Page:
With a total of 314 votes, I’m excited to announce “Happy and Snappy” as the winner of our recent Creative Collective challenge for Firefox 4. While there were many great designs to choose from, this was definitely among my personal favorites… and I’m looking forward to wearing it both as a shirt as well as my Persona.
Our winning designer, Koen Hendrix (@koenhendrix), is a web UX designer and developer based in the UK and a longtime fan of Firefox. He was also among our more prolific artists with four really great design submissions — all rendered in a fun retro inspired style. I thought it would be interesting to learn a little more about Koen’s background, how he got introduced to Mozilla, and his creative process going into this particular design. So I asked him a few questions over email, and (with his permission) am sharing the responses below.
Congrats to Koen! We love this design and hope to see more from you in the near future.
About the designer, Koen Hendrix:
* What was your creative process and inspiration for the various artwork you did for the challenge? Specifically, the Happy and Snappy artwork that won.
My first thoughts were fairly rudimentary – I remember reading the brief and thinking “Firefox. Four. Fast. Fresh. Fun – OMG there are so many Fs this’ll be great”. But after some sketching I realized that simply re-using the F’s wasn’t the right approach, and also something that a lot of other designers were doing. So, I started looking for different ways of expressing the joy of Firefox, and differentiating myself from the other submissions.
* How would you describe your style? What are your influences?
I wouldn’t say that I’ve got one particular style, and since I’m not a real graphic designer I’m not looking to define my own style. I like to keep up with and follow what’s hot in the web design world. Currently I’m intrigued by all the ways that people are combining elements from the ‘web 2.0’ look (sleek gradients and reflections) with retro elements (typically limited-palette textured stuff).
Online, I am in love with Veerle’s Inpiration Stream. It’s just so well curated and matches my own interests. I discover a lot of inspirational posts from various web design blogs by following the Smashing Network feed. Offline, I like museums – we’ve got a couple of great ones in Liverpool and London isn’t far away either. I also have a particular interest in typography, so I pay close attention to type on posters, covers and so forth.
* How did you originally get interested in design?
I liked to draw when I was a kid, I remember that. I was generally very interested in tech stuff and good at math so I went on to study Computer Science. There I learned that while there was a whole world of protocols and databases underneath computers, there was also a user side to focus on, so I drifted towards UI design, ergonomics, visualizations and industrial design, learning about usability and the history of design. Afterwards I did another degree (in User-System Interaction) where I got to work alongside media designers and psychologists for two years. That was a fantastic experience, broadening my view and expertise from computer-scientist-with-an-interest to full-fledged UX designer.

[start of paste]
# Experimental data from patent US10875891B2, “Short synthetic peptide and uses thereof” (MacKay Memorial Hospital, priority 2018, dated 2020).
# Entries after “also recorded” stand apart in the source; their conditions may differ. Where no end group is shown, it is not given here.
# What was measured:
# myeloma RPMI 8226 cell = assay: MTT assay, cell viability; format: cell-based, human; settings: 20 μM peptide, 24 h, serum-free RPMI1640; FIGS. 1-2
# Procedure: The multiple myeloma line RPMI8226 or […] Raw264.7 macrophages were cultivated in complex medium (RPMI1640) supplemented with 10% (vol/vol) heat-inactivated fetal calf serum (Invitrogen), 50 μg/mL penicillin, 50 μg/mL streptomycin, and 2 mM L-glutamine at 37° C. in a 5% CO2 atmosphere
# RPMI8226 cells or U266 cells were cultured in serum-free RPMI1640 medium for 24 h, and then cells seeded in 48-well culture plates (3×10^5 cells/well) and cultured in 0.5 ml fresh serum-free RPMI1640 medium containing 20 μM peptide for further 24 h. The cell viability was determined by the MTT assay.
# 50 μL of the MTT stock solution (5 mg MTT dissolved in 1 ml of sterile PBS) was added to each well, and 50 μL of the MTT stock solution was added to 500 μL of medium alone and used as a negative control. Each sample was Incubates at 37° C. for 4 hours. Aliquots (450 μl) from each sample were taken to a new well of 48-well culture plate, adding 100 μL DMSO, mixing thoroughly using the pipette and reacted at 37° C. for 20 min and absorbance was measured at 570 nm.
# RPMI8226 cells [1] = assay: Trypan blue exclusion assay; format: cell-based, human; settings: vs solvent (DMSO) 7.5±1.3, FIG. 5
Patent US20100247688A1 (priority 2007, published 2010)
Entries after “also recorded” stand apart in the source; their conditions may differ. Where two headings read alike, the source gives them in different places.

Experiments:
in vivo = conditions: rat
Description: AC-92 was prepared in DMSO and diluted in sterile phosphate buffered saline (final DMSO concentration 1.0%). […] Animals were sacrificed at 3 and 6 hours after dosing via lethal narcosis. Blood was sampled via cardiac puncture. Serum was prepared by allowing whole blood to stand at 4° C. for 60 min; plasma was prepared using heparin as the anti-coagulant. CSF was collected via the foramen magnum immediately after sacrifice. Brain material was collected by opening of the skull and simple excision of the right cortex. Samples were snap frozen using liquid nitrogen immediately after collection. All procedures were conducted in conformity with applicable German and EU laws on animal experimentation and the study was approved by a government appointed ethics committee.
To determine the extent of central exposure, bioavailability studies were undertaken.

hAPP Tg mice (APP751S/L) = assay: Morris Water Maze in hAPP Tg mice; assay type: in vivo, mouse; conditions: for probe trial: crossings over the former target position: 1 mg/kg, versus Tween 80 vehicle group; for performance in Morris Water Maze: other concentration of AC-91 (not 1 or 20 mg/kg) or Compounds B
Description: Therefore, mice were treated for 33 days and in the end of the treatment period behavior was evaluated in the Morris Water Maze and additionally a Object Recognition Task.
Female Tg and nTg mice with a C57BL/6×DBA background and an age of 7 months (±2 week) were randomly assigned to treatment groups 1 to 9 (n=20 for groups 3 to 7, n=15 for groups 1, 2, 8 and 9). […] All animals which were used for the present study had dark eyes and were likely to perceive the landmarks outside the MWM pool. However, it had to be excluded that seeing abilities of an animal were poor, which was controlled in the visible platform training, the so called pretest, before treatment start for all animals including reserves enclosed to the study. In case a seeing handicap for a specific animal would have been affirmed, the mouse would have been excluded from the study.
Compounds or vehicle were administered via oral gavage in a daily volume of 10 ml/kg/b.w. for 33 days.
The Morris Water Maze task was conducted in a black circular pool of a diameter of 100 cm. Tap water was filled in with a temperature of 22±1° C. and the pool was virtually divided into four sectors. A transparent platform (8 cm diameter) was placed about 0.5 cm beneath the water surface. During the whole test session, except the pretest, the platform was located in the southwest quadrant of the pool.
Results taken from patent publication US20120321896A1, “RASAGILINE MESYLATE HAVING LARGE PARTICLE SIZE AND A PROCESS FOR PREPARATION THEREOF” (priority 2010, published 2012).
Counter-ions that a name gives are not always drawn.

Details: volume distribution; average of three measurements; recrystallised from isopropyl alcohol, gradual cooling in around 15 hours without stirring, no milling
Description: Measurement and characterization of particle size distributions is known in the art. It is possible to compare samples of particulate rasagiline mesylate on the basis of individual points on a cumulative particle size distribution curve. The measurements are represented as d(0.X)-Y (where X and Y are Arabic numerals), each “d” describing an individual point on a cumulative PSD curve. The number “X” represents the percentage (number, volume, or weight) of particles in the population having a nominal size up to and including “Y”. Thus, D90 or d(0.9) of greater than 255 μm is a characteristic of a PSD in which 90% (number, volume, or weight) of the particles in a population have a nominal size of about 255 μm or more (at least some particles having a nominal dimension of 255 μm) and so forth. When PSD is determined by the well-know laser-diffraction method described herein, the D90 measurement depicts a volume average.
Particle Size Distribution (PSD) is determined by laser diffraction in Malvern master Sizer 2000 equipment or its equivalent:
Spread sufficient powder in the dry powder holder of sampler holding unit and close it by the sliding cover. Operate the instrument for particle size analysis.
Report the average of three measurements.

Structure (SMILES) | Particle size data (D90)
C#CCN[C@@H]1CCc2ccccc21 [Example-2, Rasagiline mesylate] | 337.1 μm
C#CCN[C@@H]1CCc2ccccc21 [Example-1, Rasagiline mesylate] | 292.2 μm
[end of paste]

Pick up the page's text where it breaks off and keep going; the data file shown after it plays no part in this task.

* What led you to become involved with Mozilla? And how did you find out about the Creative Collective?
I’ve been an avid Firefox user for years and had actually wanted to buy a shirt to support Mozilla for a while. But I just hadn’t seen a design I really liked; just a Firefox logo on blue or black didn’t do it for me (I didn’t even know about the Mozilla Community Store – shame on me). So when the chance came along to design my own, I jumped at it… learning more about the Creative Collective (and the great initiatives from Mozilla Labs) along the way. I definitely want to keep contributing!
* Anything else you’d like to share with me, or the wider design/Firefox community?
If you love the web, give something back. It doesn’t have to be a lot. Just cast your little vote with some effort and/or your wallet. Have you been using Wikipedia for years now, like me? Are you glad that’s it’s always there for you to consult? Then give something back, go make their articles better, or donate. Relying on Firefox, Firebug or some other plugin every day? Then get involved in keeping it great. If you care about the web, actively support the things that you think are great and worth preserving.